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CS151 Complexity Theory Lecture 4 April 11, 2013

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2 Ladner’s Theorem Assuming P ≠ NP, what does the world (inside NP) look like? NPC P NP: NPC P NP:

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April 11, Ladner’s Theorem Theorem (Ladner): If P ≠ NP, then there exists L NP that is neither in P nor NP- complete. Proof: “lazy diagonalization” –deal with similar problem as in NTIME Hierarchy proof

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April 11, Ladner’s Theorem Try to “merge”: on input x, either –answer SAT(x) –answer TRIV(x) if can decide which one in P, L NP SATTRIV MiMi M0M0 L N0N0 NiNi :: ::... ≠ ≠ ≠ ≠

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April 11, Ladner’s Theorem General scheme: f(n) slowly increasing function –f(|x|) even: answer SAT(x) –f(|x|) odd: answer TRIV(x) notice choice only depends on length of input… that’s OK L... f(|x|) SAT TRIV

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April 11, Ladner’s Theorem 1 st attempt to define f(n) “eager f(n)”: increase at 1 st opportunity Inductive definition: f(0) = 0; f(n) = –if f(n-1) = 2i, trying to kill M i if z < 1 n s.t. M i (z) ≠ SAT(z), then f(n) = f(n-1) + 1; else f(n) = f(n-1) –if f(n-1) = 2i+1, trying to kill N i if z < 1 n s.t. N i (z) ≠ TRIV(z), then f(n) = f(n-1) + 1; else f(n) = f(n-1)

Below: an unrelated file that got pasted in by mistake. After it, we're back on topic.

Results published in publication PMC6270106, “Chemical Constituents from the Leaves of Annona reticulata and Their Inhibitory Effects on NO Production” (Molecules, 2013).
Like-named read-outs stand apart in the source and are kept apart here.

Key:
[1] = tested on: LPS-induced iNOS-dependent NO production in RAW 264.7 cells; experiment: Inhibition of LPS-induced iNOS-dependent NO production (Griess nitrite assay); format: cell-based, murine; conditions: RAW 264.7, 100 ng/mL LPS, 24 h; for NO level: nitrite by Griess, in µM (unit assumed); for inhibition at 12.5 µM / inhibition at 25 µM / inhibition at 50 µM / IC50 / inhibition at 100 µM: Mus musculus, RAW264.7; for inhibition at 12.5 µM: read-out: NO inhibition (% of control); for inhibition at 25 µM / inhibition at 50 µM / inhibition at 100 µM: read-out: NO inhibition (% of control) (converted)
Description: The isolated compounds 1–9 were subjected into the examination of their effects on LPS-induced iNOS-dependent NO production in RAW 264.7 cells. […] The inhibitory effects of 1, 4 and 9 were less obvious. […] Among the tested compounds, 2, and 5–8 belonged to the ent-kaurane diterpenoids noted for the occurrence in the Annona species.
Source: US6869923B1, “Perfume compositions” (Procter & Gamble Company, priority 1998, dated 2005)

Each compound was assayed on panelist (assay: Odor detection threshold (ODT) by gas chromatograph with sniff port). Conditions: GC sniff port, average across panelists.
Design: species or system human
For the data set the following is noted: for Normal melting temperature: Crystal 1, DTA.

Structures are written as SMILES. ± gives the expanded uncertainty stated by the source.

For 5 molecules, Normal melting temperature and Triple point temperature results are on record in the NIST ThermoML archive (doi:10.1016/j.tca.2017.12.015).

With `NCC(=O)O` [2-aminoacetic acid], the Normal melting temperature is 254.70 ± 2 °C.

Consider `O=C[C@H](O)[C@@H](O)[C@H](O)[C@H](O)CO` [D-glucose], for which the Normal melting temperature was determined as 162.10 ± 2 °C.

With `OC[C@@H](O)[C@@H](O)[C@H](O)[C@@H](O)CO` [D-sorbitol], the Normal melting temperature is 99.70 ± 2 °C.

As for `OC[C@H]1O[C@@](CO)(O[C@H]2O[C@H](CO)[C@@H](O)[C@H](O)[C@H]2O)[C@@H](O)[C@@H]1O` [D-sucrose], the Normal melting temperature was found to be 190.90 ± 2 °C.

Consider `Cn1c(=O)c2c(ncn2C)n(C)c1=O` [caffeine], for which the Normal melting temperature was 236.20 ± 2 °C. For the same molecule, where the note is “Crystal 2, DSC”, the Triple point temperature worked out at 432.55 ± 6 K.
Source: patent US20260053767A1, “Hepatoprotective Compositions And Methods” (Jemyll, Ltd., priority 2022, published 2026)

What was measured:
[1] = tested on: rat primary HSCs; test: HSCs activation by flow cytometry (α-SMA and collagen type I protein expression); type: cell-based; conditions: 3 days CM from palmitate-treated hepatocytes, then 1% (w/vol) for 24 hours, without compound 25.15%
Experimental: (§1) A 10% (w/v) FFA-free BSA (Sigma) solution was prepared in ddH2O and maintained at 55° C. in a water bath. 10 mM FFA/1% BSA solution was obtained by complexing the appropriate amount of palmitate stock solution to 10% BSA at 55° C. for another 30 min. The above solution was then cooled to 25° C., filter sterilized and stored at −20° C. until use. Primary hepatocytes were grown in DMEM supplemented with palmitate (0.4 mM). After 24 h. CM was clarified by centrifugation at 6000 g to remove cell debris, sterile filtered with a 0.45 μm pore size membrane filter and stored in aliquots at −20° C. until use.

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April 11, Ladner’s Theorem Problem: eager f(n) too difficult to compute on input of length n, –look at all strings z of length < n –compute SAT(z) or N i (z) for each ! Solution: “lazy” f(n) –on input of length n, only run for 2n steps –if enough time to see should increase (over f(n-1)), do it; else, stay same –(alternate proof: give explicit f(n) that grows slowly enough…)

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April 11, Ladner’s Theorem Key: n eventually large enough to notice completed previous stage L f 0011kkk... MiMi input x input z < x ≠ suppose k = 2i I’m sup- posed to ensure M i is killed I finally have enough time to check input z I notice z did the job, increase f to k+1 kk

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April 11, Ladner’s Theorem Inductive definition of f(n) –f(0) = 0 –f(n): for n steps compute f(0), f(1), f(2),… L f 0011kkk... input x, |x| = n got this far in n steps